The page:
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Monday Morning Uni Watch

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As you can see above, all three of the NFL’s Florida-based teams — the Buccaneers, Jaguars, and Dolphins — saluted the state’s resilience in the wake of Hurricane Irma by adding a “One Florida” helmet decal for yesterday’s games. You can get a closer look at the decal in this video clip that was posted by the Dolphins:

It’s not clear, at least to me, whether this was a one-week thing or if the decals will remain in place for the rest of the season. (By contrast, the Texans have said that their “Houston Strong” decal, which was added in response to Hurricane Harvey, will be worn all season long.)

In other news from around the league yesterday:

• The Falcons played their first regular season game in their new stadium and marked the occasion with a commemorative patch:

Embed from Getty Images

• Speaking of the Falcons, the logo on the left side of quarterback Matt Ryan’s helmet appeared to be rotated a bit more counterclockwise than usual:

• The Saints wore mono-black. I really wish they’d stop doing that.

• This is weird: Last week Colts tight end Jack Doyle was missing the maker’s mark on his left sleeve. This week he had a backwards maker’s mark on his right sleeve:

• Eagles quarterback Carson Wentz’s nameplate was peeling off:

They must have sewn it back on during halftime, because his nameplate was fine during the second half.

• The Steelers, like most NFL teams, cut their striping tape as it crosses the gap on the crown of a SpeedFlex helmet — except for quarterback Ben Roethlisberger:

• Speaking of Big Ben: You may recall that last week he wore a weird hybrid jersey that had the old template’s seams but the new template’s collar style. This week he wore a standard jersey with the old template, without the new collar. (He also carried a flag featuring the team’s Dan Rooney memorial patch design and later wore a T-shirt with the patch design to his postgame news conference.)

• In a related item, several Bills offensive linemen were once again wearing the old jersey template with the full collar striping, including tackle John Miller, guard Cordy Glenn, and guard Richie Incognito.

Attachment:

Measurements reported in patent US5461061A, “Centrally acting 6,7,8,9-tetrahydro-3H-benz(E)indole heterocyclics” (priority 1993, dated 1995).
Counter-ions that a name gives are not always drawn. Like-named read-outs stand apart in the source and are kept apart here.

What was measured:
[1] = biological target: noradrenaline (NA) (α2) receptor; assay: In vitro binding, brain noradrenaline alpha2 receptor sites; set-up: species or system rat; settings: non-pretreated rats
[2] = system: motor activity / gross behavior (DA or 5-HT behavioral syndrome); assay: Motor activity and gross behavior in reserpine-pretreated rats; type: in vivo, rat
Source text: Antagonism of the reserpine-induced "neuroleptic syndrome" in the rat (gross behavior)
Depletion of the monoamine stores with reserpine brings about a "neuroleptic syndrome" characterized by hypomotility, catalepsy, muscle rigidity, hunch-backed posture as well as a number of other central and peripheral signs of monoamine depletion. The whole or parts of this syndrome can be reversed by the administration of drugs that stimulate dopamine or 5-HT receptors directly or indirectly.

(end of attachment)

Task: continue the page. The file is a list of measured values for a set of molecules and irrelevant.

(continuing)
• 49ers running back Carlos Hyde began the game wearing gloves but later went bare-handed for a major chunk of the game.

• The Chargers, who were having their home opener in L.A., welcomed back five players from their inaugural 1960 Los Angeles Chargers team. Would’ve been nice if they’d given them period-appropriate jerseys, complete with blue shoulder bolts and the old font, but instead they gave them current powder blue alternates (click to enlarge):

• Out of 14 games, five teams wore white at home: the Panthers, Jags, Bucs, Rams, and Chargers.

• Here’s a list of players who protested during the national anthem.

(My thanks to Jerry Wolper and Lendel Martin for their contributions.)

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Sincerest form of flattery: Interesting development in college football, where the schedule calls for Arkansas to play Texas A&M at the Dallas Cowboys’ stadium this Saturday evening. As it happens, Cowboys owner Jerry Jones went to college at Arkansas, where he was co-captain of the football team. So with the Razorbacks playing in their famous alum’s house, they’ve decided to honor him by wearing red uniforms based on the Cowboys’ blue-jersey uni. You can see the jersey above, and here’s a video clip with some additional views:

There’s additional info, lots of photos, and a longer video here.

The best detail, clearly, is that they’re including a red Dymo tape label on the back of the helmet, mimicking the blue label that’s been on the back of Cowboys helmets for half a century — a really nice touch.

I’m a lifelong Cowboys hater, and I’m certainly no fan of Jerry Jones. But I love this uniform move — it’s fun, it’s clever, it’s well-executed, and it makes sense given the unusual confluence of team, stadium, and alum. Nice job all around.

And yes, I’m aware that this isn’t the first time a college uniform has been inspired by an NFL uniform. Look at Iowa and the Steelers, for example. But that’s just a straight copy, while this is a color-shifted variation, which seems more interesting, at least to me.